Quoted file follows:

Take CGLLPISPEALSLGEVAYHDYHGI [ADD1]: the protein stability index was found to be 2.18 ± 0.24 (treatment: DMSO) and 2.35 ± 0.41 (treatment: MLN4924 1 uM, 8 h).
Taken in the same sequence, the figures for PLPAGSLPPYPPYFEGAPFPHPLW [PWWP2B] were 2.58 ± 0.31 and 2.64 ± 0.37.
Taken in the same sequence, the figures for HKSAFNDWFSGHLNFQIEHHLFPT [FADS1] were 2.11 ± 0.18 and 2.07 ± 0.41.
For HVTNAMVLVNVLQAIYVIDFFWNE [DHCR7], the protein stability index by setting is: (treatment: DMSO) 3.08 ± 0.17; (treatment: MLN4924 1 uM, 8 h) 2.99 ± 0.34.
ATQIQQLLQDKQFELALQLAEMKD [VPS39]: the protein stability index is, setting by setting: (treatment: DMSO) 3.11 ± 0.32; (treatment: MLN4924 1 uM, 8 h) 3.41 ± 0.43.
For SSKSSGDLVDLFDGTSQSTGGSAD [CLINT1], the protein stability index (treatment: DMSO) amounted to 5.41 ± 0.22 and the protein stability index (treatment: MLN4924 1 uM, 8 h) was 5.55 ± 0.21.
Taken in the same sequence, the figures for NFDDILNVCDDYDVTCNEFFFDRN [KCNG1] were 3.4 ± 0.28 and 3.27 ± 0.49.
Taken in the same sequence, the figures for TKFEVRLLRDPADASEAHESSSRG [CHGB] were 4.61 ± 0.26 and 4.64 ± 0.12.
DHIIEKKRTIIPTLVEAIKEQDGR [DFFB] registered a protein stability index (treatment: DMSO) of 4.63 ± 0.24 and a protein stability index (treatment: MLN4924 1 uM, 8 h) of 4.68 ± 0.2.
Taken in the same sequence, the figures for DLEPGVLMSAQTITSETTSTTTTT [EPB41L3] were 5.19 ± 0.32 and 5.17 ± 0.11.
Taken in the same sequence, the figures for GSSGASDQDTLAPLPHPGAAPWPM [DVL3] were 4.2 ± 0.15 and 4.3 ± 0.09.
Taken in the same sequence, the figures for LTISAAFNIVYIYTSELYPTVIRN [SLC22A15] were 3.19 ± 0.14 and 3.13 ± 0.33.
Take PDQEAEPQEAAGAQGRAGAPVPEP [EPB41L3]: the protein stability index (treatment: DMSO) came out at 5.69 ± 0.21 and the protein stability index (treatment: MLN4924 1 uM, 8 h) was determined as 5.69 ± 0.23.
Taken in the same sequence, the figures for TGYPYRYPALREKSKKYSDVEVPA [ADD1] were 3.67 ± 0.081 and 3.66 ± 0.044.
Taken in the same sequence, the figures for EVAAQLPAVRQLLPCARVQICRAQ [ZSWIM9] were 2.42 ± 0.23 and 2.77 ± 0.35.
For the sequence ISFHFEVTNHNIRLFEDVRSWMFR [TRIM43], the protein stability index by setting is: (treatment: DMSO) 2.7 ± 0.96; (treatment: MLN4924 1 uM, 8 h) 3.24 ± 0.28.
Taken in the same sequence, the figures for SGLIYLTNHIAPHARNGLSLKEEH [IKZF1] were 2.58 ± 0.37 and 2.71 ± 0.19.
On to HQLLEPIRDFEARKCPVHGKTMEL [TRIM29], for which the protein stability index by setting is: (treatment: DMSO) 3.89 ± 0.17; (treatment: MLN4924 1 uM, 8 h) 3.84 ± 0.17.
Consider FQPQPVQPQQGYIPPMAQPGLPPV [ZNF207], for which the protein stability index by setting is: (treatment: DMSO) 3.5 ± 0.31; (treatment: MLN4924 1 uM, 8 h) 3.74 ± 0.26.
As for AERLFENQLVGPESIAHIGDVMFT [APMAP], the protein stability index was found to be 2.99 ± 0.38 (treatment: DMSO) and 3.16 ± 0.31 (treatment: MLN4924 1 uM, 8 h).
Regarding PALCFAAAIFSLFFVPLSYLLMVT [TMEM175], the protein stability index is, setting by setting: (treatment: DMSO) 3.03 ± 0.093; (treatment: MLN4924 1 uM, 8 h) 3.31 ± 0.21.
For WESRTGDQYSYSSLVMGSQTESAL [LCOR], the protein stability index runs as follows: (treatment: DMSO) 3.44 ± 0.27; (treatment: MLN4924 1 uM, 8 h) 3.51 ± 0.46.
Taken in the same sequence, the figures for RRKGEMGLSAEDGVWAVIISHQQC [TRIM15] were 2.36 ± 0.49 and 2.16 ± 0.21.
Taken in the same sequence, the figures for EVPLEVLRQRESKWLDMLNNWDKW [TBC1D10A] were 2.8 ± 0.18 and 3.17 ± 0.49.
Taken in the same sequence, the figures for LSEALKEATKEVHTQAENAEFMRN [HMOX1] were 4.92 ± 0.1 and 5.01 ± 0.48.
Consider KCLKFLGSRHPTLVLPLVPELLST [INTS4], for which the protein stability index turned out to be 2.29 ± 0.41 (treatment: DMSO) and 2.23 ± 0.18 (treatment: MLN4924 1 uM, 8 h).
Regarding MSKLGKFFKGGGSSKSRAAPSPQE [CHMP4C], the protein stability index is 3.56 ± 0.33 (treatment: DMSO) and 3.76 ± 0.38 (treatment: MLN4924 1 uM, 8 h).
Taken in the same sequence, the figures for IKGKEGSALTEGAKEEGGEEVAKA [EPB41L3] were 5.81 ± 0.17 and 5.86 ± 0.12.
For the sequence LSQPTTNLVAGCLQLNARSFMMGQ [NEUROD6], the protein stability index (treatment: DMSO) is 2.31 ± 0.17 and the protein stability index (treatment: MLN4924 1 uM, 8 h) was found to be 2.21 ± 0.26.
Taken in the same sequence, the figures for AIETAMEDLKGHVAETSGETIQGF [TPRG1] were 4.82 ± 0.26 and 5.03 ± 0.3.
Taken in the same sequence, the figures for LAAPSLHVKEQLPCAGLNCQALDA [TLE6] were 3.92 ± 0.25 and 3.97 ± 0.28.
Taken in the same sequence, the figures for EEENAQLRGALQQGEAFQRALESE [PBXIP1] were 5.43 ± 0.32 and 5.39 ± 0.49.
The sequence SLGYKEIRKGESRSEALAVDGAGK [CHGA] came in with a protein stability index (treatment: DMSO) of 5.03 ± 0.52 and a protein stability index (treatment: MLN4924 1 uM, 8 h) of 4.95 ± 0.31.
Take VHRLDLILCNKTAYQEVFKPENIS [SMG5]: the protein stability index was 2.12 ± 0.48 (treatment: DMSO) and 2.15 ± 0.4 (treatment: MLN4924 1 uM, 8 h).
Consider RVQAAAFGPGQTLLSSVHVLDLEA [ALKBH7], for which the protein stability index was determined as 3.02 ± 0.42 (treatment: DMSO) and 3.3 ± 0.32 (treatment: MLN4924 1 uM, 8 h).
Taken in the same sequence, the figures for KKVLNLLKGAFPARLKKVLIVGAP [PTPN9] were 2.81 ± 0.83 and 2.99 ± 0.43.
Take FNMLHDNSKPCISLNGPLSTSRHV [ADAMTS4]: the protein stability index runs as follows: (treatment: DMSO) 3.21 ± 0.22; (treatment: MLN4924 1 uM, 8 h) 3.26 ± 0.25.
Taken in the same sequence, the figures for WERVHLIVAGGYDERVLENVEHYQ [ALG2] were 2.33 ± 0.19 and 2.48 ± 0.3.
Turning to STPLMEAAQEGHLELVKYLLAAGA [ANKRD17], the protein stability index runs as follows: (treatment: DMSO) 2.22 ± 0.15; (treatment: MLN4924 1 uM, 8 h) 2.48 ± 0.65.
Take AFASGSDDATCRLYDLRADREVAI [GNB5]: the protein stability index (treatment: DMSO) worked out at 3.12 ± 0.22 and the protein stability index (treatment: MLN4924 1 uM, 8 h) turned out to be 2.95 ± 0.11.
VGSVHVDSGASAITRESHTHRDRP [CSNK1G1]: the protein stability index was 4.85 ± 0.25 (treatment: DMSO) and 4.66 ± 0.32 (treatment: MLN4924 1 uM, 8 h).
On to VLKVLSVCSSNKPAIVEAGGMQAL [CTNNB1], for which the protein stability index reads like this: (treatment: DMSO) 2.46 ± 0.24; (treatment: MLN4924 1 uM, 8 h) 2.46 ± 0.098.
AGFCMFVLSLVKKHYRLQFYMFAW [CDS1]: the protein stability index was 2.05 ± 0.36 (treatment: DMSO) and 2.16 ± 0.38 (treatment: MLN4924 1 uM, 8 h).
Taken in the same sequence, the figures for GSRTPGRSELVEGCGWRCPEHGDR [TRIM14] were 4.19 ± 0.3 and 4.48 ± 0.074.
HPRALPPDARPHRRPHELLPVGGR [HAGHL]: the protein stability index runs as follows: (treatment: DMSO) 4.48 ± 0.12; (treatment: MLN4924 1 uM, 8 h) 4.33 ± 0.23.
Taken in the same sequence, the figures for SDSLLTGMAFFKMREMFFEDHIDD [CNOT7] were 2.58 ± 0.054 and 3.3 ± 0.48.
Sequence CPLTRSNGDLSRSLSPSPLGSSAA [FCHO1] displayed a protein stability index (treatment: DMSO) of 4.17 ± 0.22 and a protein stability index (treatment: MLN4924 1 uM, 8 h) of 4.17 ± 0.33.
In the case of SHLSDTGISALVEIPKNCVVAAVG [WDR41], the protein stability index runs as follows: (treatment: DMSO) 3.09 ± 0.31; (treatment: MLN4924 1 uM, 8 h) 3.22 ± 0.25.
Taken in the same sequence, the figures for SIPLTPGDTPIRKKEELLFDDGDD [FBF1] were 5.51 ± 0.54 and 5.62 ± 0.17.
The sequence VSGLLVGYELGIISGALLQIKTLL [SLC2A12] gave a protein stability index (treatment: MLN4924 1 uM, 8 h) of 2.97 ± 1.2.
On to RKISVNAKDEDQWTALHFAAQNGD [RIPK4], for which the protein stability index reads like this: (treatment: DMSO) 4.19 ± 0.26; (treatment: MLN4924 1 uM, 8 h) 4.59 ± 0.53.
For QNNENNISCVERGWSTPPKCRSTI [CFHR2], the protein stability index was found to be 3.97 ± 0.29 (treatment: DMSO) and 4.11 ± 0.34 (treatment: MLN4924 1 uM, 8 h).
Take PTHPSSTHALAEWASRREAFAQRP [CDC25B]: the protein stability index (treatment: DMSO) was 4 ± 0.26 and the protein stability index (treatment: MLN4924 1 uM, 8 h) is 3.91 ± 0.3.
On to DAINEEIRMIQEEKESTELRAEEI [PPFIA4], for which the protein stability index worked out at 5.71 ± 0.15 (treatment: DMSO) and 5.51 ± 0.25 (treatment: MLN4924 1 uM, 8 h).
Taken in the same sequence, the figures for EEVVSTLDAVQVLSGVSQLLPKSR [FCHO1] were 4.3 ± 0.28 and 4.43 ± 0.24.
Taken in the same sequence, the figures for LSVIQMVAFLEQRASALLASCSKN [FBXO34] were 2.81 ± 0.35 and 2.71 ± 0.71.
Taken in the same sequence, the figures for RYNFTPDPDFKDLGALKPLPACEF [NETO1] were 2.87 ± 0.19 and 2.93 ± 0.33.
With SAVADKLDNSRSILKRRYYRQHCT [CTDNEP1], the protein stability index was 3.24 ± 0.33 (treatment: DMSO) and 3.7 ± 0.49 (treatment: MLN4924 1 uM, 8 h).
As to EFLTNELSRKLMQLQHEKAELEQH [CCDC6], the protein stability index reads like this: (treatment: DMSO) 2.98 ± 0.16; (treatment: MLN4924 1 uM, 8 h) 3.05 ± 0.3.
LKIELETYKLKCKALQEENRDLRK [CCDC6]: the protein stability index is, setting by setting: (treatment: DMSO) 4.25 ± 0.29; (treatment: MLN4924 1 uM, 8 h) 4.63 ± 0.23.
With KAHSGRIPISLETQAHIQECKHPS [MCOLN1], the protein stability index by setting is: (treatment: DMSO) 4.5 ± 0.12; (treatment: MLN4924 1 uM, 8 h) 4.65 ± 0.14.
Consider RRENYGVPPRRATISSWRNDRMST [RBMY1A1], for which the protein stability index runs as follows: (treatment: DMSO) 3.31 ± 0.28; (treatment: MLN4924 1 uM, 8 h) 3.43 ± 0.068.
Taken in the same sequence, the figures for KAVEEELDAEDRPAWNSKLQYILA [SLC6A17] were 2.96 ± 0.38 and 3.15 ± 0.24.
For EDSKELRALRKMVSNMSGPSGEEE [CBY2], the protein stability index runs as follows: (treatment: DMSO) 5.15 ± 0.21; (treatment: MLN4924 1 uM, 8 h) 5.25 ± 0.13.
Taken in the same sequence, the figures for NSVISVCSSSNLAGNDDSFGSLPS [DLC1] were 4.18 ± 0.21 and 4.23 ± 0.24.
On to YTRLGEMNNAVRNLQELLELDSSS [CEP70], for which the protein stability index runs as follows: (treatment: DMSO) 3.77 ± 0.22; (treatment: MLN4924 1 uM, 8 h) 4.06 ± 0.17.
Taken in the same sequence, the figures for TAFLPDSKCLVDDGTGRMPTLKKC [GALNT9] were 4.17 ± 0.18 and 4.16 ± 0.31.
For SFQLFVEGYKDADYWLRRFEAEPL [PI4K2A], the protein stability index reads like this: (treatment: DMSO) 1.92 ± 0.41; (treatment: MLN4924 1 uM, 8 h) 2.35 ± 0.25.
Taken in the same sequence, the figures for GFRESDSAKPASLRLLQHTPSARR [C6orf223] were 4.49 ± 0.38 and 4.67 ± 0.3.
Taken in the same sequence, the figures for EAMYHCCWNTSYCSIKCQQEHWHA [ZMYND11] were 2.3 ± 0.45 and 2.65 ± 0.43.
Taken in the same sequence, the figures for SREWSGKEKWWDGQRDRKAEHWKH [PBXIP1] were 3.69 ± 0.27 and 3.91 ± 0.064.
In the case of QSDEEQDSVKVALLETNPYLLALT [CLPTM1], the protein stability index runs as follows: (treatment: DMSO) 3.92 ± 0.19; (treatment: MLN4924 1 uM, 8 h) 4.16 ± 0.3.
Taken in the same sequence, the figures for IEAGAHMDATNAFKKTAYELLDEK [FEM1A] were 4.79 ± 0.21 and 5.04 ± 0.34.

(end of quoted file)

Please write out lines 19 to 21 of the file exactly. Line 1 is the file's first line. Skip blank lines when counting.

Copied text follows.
Consider FQPQPVQPQQGYIPPMAQPGLPPV [ZNF207], for which the protein stability index by setting is: (treatment: DMSO) 3.5 ± 0.31; (treatment: MLN4924 1 uM, 8 h) 3.74 ± 0.26.
As for AERLFENQLVGPESIAHIGDVMFT [APMAP], the protein stability index was found to be 2.99 ± 0.38 (treatment: DMSO) and 3.16 ± 0.31 (treatment: MLN4924 1 uM, 8 h).
Regarding PALCFAAAIFSLFFVPLSYLLMVT [TMEM175], the protein stability index is, setting by setting: (treatment: DMSO) 3.03 ± 0.093; (treatment: MLN4924 1 uM, 8 h) 3.31 ± 0.21.